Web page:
White House Releases Long Form of President Obama's Hawaii Birth Certificate

President Obama posted a copy of his "long form" birth
certificate, hoping to finally end a long-simmering
conspiracy theory among some conservatives that he was not
born in the United States and was not a legitimate president.

The birth certificate, which is posted online at the White
House website, shows conclusively that Mr. Obama was born in
Honolulu, Hawaii, and is signed by state officials and his
mother.

Read More:
http://www.nytimes.com?emc=na

24882  Politics, Religion, Science, Culture and Humanities / Politics & Religion / The conversation continues , , , on: April 27, 2011, 10:16:36 AM
AB said: "In the Modern era, apart from a few natural disasters, the only reason for Jews immigrating (emmigrating?) from "Arab countries“ is because of the Ottoman restrictions on Zionist land acquisition and immigration. Settler numbers prior to that are marginal, compared to the Aliyah migrations from Europe."

I'm not sure I understand here.  Concerning "Ottoman restrictions on Zionist land acquistion":  Wouldn't it be more accurate here to say "Jewish" than to say "Zionist"?  Did the Ottoman Empire allow Jews who were not Zionists to acquire land? I find that doubtful.  What then is the point/purpose for saying "Zionist" instead of saying "Jewish"? Is it to avoid having to acknowledge an example of the oppressive nature of dhimmitude throughout much/most/all the Ottoman Empire especially in the Arab regions?

Anyway, the point is tangential to the one that I was seeking to make:  That upon the creation of the Jewish State of Israel by the United Nations there was massive Jewish emmigration from the oppressive nature of dhimmitude in Arab lands to Israel and that the numbers involved rival the numbers coming from Europe.  I apologize for not being the scholar that you are in these matters Andrew and so lack citations, but my intended underlying point is to undercut the assertion sometimes made that Israel's creation is due simply to Europe dumping its Jews on the Arabs.

AB said "About the killings, and terror attacks etc. I post this table from 2008, about the „effectiveness“ of the Palestinian war machine

http://upload.wikimedia.org/wikipedia/commons/9/93/Israelis_killed_by_Palestinians_in_Israel_and_Palestinians_killed_by_Israelis_in_Gaza_-_2008.png "

Although wikipedia is adequate for many kinds of citations, for others, particularly controversial issues such as the one we are discussing here, IMHO it is less than definitive.  Just as we have cited in this thread how youtube is systematically removing material supportive of the Israel and Jews (due to intimidation?) given what I understand to be the nature of how Wikipedia works, it seems to me that the same forces can be at work.  As one of GM's posts point out (accurately and fairly in my opinion) there are widely believed falsehoods against Israel out there about many things and and I am not ready to grant the accuracy of numbers skewed as heavily as these are.   Indeed in one of your citations, the ratio is more like 3-1 instead of the numbers here.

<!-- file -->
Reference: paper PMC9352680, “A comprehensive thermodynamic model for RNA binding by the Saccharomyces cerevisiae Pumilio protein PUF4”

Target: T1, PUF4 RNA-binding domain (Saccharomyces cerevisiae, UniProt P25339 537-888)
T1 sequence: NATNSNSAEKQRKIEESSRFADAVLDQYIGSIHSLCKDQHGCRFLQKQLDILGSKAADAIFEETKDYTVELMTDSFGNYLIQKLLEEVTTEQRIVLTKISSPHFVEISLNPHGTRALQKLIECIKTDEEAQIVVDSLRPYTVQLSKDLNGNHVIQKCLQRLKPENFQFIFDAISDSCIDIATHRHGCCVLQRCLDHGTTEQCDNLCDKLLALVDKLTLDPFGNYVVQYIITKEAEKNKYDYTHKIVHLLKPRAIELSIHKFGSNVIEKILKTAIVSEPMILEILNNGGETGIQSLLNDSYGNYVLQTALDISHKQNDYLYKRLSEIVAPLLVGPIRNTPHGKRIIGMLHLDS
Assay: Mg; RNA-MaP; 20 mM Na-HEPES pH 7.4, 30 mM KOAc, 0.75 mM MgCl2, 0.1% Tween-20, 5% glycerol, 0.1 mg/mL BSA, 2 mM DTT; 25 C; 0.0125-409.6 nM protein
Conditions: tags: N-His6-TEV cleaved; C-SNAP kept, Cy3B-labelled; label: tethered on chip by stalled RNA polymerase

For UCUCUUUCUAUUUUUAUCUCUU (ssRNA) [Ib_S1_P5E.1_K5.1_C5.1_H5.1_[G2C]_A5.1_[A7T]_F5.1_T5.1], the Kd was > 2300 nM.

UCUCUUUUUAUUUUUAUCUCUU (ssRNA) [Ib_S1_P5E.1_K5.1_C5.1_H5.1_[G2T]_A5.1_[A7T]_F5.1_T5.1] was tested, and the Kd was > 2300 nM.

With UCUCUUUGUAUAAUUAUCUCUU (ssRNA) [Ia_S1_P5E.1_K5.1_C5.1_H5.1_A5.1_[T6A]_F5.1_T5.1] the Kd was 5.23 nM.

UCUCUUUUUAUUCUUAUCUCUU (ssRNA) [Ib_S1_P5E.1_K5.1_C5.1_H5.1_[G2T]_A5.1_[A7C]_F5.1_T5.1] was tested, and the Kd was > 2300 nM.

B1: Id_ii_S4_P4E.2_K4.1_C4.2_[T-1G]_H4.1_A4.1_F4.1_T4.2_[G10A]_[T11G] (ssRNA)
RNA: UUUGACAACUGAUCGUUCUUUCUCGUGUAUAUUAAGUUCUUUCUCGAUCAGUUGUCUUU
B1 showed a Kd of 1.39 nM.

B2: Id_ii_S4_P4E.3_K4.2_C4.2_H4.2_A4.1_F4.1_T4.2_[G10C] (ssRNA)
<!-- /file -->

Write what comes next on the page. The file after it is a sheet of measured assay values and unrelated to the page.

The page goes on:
That said, I agree that more Palestinians have been killed by the IDF than Israelis have been killed by Palestinians, a datum which is cited by some as an indication of , , , I'm not sure what-- moral virtue (!) on the part of the Palestinians?   The logic eludes me.  Does Israel have to wait for the efficacy of rockets launched from Gaza and suicidal kills to rise to higher death levels before acting to abate these attacks from an entity led by a democratically elected group (Hamas) formally dedicated to the destruction of Israel?  Does not Israel have a right of self-defense?!?

I said: "Yet despite all their genocidal attacks on the Jews, good people such as yourself do not hold the Palestinians to blame for the natural consequences of their actions.  Indeed you speak of the Jews surrounding the Arabs/Palestinians!?!

AB responded:  "I will not comment on the video links, I do not consider this type of argumenting viable for such a seriously delicate topic. Likewise I can return the favor with the link to the Massada2000 website and the s.h.i.t. list, and give you a counter argument for the frightenly imbecilic zionistic groups, but where would that lead us ?"

I have heard of Zionist groups that Israeli friends tell me go too far, but they are stuff of the internet, not on official state TV of Israel as the Palestian clips I posted are on official West Bank TV-- so my reponse is that the comparison you seek to make is not valid.

Then there is the matter of "Who started it?"  If we were to look at WW2 post D-day, the Allies certainly were imposing more casualties than they were receiving-- yet no one (I hope!) would use that datum to suggest that they were the aggressors (Russia excepted!!!)  

The starting point needs to be that the the Arabs Surrounding Israel (hereinafter ASIs be they Lebanese, Syrian, Jordanian, West Bankers, Gazans, Egyptians) have sought to wipe out Israel-- which was created by the United Nations.  Israel has defended itself-- righteously and effectively.  THAT IS A GOOD THING.  As is the case when aggressors lose wars, they sometimes lose land from which they launched their attacks. Those who accepted Israel's right to exist (Egypt) got their land back.  Those who persisted in trying to wipe out Israel didn't.  After years of murderous, indeed evil deliberate targeting of Jewish women and children, yes some Jewish groups have concluded that peace is not possible and that efforts at peace will be met with taquiya in preparation for the day when pretenses can be dropped and so hard-core, hard-line thought can be found, though the overwhelming majority of Israelis would be delighted to have genuine partners in peace.